SO THE ADMINISTRATION'S "white paper" on foreign communist backing of the El Salvador in surgency is defective. The evidence of Soviet, Cuban and other support that was proclaimed to be "definitive" in February turns out, upon closer inspection by this newspaper and The Wall Street Journal, to be arguable and, in some cases, plain wrong. We had found the documentation substantial in the first go-around. Upon reflection we're not surprised to see questions being raised 100 days later. Politics is not arithmetic: everything is arguable, especially in El Salvador-type situations, and it seems almost an iron-clad condition of American political life that these foreign policy white papers end up being in some degree discredited in a few months' time. But the fact is that the nature of the foreign role in El Salvador never could be established by documents. That's not how these things work. The administration overreached in resting its case on a hastily prepared brief that others could dissect at leisure.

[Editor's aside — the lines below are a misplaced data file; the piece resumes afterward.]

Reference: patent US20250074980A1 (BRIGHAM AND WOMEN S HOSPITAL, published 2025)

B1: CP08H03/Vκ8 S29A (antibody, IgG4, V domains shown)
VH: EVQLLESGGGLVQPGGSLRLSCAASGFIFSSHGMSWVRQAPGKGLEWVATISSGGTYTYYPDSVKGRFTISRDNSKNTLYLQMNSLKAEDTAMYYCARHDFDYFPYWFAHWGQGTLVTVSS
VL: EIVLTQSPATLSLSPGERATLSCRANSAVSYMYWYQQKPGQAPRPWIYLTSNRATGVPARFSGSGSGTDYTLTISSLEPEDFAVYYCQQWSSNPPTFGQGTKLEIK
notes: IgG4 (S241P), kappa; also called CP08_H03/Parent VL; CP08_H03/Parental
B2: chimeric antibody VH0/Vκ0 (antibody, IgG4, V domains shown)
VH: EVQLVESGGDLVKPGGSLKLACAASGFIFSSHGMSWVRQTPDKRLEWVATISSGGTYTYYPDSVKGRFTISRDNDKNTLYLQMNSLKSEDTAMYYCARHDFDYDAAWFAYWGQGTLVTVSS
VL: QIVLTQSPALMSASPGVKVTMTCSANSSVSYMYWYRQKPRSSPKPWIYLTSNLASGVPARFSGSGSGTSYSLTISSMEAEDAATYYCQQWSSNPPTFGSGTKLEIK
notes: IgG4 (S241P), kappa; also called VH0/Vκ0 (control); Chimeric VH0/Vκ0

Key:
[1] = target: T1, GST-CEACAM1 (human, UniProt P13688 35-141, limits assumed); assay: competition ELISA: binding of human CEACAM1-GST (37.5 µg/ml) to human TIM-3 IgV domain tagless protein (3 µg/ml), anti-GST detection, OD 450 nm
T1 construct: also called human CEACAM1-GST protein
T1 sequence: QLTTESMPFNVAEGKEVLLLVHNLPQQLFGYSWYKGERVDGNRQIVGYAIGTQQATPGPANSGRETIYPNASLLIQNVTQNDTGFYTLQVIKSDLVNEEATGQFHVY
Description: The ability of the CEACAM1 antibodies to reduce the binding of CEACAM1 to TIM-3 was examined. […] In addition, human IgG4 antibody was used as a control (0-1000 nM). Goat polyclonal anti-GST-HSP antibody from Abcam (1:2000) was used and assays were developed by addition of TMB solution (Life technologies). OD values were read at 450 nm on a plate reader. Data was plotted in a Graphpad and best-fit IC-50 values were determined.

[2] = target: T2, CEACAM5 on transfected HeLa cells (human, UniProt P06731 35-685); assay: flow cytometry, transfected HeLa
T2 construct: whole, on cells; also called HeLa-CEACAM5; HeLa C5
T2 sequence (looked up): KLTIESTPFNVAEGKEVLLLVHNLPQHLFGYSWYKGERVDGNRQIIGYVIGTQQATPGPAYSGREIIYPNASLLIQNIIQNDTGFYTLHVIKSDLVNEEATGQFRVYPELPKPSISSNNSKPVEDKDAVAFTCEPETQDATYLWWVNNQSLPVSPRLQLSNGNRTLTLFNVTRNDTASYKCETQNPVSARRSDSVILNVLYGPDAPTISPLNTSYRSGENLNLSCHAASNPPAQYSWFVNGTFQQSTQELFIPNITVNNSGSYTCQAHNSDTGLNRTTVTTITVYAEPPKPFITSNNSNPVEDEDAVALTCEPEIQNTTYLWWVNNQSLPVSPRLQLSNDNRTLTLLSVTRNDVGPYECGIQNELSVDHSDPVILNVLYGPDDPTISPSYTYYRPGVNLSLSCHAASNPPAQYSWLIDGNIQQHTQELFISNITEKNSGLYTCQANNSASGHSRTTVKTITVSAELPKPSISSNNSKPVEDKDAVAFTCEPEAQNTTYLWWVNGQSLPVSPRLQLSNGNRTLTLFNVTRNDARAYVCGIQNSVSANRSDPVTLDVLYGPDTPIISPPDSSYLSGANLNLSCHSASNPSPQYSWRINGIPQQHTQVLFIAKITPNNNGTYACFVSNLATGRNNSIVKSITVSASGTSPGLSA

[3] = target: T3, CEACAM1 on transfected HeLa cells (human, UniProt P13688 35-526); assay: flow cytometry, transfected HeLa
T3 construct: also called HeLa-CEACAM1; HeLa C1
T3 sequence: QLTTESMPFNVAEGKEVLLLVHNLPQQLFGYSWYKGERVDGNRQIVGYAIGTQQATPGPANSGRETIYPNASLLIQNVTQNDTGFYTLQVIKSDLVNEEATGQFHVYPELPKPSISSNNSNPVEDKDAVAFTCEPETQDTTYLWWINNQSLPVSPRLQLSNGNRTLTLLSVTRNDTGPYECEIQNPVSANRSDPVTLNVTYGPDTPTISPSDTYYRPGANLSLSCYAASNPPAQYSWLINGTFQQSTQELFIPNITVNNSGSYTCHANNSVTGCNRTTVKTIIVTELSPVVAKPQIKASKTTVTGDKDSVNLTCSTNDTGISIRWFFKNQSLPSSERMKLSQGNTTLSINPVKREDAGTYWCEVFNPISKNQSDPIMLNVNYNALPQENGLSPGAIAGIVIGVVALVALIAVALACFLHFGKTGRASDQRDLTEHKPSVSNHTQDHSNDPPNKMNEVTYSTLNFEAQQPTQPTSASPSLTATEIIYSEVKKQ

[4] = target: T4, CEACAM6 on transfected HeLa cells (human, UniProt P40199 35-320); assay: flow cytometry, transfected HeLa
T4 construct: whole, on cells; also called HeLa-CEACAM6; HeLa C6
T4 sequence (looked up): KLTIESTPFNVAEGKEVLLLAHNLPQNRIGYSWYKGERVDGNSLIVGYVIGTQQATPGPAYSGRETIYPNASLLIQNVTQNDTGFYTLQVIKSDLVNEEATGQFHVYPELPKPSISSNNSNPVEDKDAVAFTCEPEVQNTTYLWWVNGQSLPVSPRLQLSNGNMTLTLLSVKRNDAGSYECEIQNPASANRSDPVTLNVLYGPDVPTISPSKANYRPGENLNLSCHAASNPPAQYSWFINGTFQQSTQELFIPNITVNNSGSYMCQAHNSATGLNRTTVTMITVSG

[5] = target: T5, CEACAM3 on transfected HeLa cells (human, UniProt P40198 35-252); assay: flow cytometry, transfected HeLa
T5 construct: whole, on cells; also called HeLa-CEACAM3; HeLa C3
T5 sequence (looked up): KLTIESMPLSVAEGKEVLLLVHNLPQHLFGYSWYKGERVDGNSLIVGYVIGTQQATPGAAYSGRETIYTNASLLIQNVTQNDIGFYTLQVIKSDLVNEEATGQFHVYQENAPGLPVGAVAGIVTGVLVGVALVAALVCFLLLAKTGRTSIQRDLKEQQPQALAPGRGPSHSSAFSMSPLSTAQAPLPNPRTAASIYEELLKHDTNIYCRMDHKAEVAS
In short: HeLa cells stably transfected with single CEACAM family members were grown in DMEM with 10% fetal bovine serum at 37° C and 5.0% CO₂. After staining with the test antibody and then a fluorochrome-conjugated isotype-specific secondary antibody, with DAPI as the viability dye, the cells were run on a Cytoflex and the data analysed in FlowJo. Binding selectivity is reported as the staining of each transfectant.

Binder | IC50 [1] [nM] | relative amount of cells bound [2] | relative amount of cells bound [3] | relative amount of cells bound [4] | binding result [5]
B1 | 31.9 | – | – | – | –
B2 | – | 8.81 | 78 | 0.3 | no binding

Some of the administration's critics, making a point the Post and Journal news articles on the white paper disavowed, suggest that official policy has been undermined. They see deceptive means being used to sell a flawed policy. But we don't see deception -- simply error, and not necessairly grievous error: to the new questioning of its white paper the State Department has some interesting and vigorous rejoinders. Concern over a foreign role in El Salvador was not, after all, a Reagan invention. The Carter administration had become exercised enough about it to restart military aid, and even Robert White, the Carter ambassador fired for challenging Reagan policy, has accepted that there is a certain foreign role.

As for the policy, from the start it has been essential to respond to the foreign component, but not to overrespond. The risk in the white paper was never so much that it would take in the public as that it would take in the administration -- reinforce its inclination to treat El Salvador principally as an arena in which to do military battle against international communism, neglecting the struggle's domestic roots. The white paper was not especially important, we suspect, in bringing Congress and foreign friends to their current levels of support for the Reagan approach. The administration was going to get most of that support anyway. It was probably more important in shifting the balance inside the administration toward the lopsided military emphasis that still characterizes American policy.